The organisers of this year's London Olympics said Sunday they were investigating claims that cuddly toy versions of the Games mascots are being made by poorly paid workers in a Chinese factory.
Golden Bear, based in Telford, central England, has a licence to produce Olympic products based on Wenlock and Mandeville, the official mascots of the Olympics and Paralympics.
An inquiry was launched after media reports about the pay and conditions of the workers making the toys at a factory in China.
Golden Bear and the London organisers, LOCOG, said they were taking "seriously" the allegations that workers making the mascots were labouring for more than 11 hours a day for as little as 26 pence (40 US cents, 31 euro cents) an hour .
A London 2012 spokesman said the organisers place a high priority on "environmental, social and ethical issues" when securing goods and services and are taking the allegations "extremely seriously".
He said: "We have asked our independent monitor to carry out a comprehensive investigation and review of these allegations.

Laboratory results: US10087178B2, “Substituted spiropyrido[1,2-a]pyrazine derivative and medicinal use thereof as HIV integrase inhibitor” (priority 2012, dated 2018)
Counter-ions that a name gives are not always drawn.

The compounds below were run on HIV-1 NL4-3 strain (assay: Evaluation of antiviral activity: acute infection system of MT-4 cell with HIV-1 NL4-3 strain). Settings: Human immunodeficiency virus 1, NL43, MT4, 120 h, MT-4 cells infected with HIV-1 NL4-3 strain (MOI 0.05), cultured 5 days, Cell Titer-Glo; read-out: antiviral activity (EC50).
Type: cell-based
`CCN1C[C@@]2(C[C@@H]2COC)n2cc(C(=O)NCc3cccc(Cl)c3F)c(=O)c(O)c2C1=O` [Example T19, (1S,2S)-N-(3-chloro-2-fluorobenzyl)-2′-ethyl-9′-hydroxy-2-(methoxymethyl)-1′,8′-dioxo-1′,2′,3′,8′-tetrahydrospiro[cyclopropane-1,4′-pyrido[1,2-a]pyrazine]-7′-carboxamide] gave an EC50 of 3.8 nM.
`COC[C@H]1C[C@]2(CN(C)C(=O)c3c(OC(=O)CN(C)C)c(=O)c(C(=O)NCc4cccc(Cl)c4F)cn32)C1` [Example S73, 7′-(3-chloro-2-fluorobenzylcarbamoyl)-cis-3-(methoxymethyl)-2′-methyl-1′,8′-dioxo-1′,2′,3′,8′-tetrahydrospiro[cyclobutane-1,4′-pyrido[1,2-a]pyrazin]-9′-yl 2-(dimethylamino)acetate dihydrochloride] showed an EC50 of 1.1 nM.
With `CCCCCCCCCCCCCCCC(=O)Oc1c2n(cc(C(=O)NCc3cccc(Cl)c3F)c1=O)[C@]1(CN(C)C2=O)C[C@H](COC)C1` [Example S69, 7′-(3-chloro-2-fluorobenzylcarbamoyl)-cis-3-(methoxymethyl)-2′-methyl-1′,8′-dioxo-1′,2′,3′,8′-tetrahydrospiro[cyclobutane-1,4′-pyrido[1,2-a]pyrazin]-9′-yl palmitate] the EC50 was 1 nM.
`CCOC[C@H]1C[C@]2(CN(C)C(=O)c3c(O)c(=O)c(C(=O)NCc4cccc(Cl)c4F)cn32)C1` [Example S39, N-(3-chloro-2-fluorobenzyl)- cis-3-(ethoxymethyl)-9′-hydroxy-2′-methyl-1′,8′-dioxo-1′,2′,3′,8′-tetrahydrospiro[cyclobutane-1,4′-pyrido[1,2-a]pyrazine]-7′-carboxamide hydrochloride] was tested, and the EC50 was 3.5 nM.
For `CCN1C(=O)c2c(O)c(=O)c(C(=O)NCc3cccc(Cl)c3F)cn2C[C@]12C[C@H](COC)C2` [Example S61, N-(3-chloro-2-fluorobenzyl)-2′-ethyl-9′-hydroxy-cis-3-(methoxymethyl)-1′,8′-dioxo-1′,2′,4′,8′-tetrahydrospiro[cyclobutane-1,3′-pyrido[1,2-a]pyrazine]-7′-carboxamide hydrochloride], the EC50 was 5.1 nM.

"The outcome of this investigation will be made public as soon as it is concluded.
"We have contacted all of our licensees to reiterate to them the importance we place on the sustainable sourcing code they have each signed up to."
Golden Bear said it was also conducting an immediate investigation, but confirmed that the factory in question had passed inspections by the International Council of Toy Industries (ICTI).
The company said in a statement: "Golden Bear is extremely concerned about recent reports that a factory involved in a small amount of the production of the company's Olympic product could be in breach of workers' rights.
"We are a family-run business that takes these issues very seriously indeed and has in place certificates of compliance at all factories used to produce our products.
"We are therefore in the process of conducting an immediate investigation and will be able to comment on these findings as soon as they are known to us."